Making the Most of a Mobile Workstyle
The world’s mobile workforce is quite literally on the move. According to Strategy Analytics, it will reach 1.75 billion by 2020. Or, to put it another way, by the end of the decade some 42% of the global workforce will be mobile.
The recent ShoreTel “Building a Better Meeting” survey paints a mixed picture of mobility across Asia. For example, most Singaporeans are still office-bound. Over half don’t spend any time working outside of the office, and only a third spend between 1-7 days per month working outside the office.
Hong Kong, on the other hand, has a highly mobile workforce, with 83% of workers spending at least one day outside of the office per month and just over a fifth (21%) spending more than 8 days out of the office.
When it comes to meetings, the situation in Singapore and Australia are similar. Nearly two thirds of people in each market meet face-to-face in a conference room. Very few, only 13% and 15% respectively, use communications tools from their desks and 10% or less of respondents in both markets use these communication tools remotely. The situation is slightly different in Hong Kong, where just under a half of respondents meet in person, and over a quarter (28%) use communication tools.
Keep it simple
The march towards mobility and the uptake in communications tools sounds great. However, it can also give businesses a reason to consider the impact it will have on their operations. The fact is, there is much more to adopting a successful mobile workstyle than just letting employees use their mobile phones.
Implementing a solid unified communications solution is an excellent start. But, to take full advantage of the productivity benefits that mobility can offer, your business must identify and roll out meaningful applications that people can use efficiently on-the-move.
These days mobile applications can replicate almost anything that employees can do on their office desktop or laptop. But, that doesn’t mean you should. It’s usually best to mobilize simpler tasks first. Then you can consider finding ways to make more complex operations as simple as possible on-the-go.
For example, some tasks, like sitting in on teleconferences, are ideal for the mobile world. Checking email is also easy, and most people do it all the time. But … I almost never REPLY to email from my mobile, because there’s a good chance I will miskey something. In any case, composing messages longer than a few sentences is a chore on most phones.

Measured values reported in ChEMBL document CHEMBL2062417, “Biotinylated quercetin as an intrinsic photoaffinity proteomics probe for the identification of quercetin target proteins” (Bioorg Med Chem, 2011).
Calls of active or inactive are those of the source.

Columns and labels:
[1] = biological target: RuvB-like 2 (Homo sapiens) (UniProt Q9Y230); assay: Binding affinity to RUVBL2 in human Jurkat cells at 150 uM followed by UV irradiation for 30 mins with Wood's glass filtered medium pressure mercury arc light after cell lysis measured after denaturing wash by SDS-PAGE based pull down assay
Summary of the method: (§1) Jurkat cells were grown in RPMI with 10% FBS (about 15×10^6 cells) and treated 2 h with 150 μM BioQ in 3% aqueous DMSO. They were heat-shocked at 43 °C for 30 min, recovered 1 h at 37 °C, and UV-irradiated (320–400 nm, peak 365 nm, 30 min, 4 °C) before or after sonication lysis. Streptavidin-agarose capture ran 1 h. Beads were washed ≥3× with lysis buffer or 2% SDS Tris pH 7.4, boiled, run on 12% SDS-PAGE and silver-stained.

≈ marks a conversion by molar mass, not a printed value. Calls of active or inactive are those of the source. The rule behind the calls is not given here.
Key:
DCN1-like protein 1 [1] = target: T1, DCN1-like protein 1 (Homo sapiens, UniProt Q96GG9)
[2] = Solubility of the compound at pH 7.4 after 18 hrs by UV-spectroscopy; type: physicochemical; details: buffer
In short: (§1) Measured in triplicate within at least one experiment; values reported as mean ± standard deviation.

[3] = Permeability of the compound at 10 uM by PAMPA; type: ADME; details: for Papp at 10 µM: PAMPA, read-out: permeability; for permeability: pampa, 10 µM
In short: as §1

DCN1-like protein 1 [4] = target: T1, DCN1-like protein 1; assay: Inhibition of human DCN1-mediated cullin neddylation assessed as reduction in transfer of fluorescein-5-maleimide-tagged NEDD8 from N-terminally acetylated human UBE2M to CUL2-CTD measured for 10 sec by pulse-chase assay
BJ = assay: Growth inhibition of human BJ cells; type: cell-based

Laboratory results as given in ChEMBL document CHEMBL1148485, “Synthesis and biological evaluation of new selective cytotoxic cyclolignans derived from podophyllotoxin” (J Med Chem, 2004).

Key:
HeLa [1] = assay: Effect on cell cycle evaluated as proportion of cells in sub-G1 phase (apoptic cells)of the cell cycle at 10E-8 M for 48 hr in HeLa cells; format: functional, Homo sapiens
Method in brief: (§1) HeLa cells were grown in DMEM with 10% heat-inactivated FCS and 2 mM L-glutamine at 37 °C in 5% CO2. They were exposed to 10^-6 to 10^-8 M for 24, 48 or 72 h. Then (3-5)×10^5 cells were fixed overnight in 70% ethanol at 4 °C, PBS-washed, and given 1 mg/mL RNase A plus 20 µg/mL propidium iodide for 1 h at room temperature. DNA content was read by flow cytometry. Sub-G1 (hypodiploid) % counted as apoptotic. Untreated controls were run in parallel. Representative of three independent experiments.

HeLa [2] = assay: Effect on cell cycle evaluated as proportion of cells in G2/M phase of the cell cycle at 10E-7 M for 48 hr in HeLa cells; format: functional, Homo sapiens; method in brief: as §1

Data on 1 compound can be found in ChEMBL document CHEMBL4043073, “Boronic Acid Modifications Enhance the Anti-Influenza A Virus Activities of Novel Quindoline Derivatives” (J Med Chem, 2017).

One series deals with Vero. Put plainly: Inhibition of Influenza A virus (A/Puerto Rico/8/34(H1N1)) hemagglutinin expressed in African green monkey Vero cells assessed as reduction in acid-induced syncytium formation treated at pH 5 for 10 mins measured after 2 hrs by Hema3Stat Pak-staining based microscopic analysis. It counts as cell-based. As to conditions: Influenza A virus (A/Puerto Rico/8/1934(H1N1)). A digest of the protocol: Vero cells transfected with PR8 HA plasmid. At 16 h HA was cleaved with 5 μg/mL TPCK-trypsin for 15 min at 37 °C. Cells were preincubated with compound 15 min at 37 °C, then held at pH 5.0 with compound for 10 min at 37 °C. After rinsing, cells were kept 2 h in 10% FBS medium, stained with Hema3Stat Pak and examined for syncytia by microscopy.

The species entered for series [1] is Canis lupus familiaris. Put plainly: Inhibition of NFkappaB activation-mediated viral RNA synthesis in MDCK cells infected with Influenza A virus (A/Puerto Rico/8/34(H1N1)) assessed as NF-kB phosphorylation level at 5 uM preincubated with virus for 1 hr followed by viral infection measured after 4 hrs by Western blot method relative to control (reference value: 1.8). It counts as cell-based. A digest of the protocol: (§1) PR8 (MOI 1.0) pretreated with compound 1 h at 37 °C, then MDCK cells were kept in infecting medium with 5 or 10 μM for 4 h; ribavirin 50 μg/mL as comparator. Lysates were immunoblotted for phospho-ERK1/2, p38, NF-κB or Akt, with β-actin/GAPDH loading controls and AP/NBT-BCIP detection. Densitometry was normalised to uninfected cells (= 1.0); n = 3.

Offload work and save money
Many tasks are also easy to do on the go. I do most of that work on my mobile phone whenever I have a few minutes to spare – whether it’s in the back of taxis or waiting for planes in airports.
With ShoreTel Connect for iOS (formerly known as Mobility), I can easily place calls, attend conferences or share documents, anytime and anywhere, simply by pressing “Join” ShoreTel. There is no need to key in any other numbers, like the utterly annoying conference PIN code. What’s more, it hooks up with the least costly network – whether that is free WiFi or roaming cellular data.
The results speak for themselves. Although I travel two weeks out of every month, and spend an average of two hours a day on international calls, I have managed to cut my mobile phone bill by about 80 per cent, compared with what I had to pay before switching to ShoreTel Connect for mobile devices.
Pinning down performance dividends
That’s really what mobility comes down to – making things easy. And taking a simple-tasks-first approach can pay huge productivity dividends.
For someone like me, in charge of an Asia-wide business and travelling all the time, giving up my ability to work on the move could cost me anything from 10-20% of my productive time. And a lot of that productivity has been created by ShoreTel picking the right tasks to make mobile and implementing suitable apps.
As the Strategy Analytics research shows, I am not alone. And more individuals and organizations are joining the mobility bandwagon every day.
Getting it right has never been more important. The businesses that get it right first, will be the ones to watch as the move towards mobility gathers momentum.
Frederic Gillant joined ShoreTel in 2014 as vice president and managing director for Asia Pacific. Based in Singapore, Gillant leads ShoreTel’s go-to-market strategy across Asia Pacific managing the sales, channels, marketing and sales operations for the region. Other recent articles by Frederic are listed below: